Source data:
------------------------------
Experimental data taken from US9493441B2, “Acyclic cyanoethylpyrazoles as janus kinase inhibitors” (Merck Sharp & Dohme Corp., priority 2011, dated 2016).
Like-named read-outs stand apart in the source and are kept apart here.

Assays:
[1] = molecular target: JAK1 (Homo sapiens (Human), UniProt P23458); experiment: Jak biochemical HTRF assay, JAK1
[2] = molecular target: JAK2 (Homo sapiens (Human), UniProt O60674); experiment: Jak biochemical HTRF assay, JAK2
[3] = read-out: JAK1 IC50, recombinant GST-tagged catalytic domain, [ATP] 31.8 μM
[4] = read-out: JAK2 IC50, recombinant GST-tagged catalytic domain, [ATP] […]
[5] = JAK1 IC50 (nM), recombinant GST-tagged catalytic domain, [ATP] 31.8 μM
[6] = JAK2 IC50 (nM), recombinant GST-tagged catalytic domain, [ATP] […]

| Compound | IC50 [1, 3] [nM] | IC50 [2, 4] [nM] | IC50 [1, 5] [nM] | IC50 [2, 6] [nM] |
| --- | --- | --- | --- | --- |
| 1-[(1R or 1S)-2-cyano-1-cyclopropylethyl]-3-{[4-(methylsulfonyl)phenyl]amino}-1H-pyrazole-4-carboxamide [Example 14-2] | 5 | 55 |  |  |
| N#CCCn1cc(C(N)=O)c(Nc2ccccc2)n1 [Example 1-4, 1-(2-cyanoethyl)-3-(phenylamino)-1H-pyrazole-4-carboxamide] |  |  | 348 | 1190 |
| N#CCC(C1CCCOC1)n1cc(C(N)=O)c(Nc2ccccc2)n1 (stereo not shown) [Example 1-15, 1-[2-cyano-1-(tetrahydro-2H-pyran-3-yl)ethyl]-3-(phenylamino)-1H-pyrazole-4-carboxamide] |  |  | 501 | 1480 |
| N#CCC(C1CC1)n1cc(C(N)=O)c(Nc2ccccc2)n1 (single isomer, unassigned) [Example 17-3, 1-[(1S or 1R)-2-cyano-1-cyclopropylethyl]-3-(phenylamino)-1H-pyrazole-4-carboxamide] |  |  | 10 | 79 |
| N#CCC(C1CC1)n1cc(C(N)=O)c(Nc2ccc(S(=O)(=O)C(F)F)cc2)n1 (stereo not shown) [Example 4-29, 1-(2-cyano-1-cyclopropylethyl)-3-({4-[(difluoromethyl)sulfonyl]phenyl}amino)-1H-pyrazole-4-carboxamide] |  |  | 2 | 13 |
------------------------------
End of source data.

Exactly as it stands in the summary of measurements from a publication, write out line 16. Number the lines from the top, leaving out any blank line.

| N#CCC(C1CC1)n1cc(C(N)=O)c(Nc2ccc(S(=O)(=O)C(F)F)cc2)n1 (stereo not shown) [Example 4-29, 1-(2-cyano-1-cyclopropylethyl)-3-({4-[(difluoromethyl)sulfonyl]phenyl}amino)-1H-pyrazole-4-carboxamide] |  |  | 2 | 13 |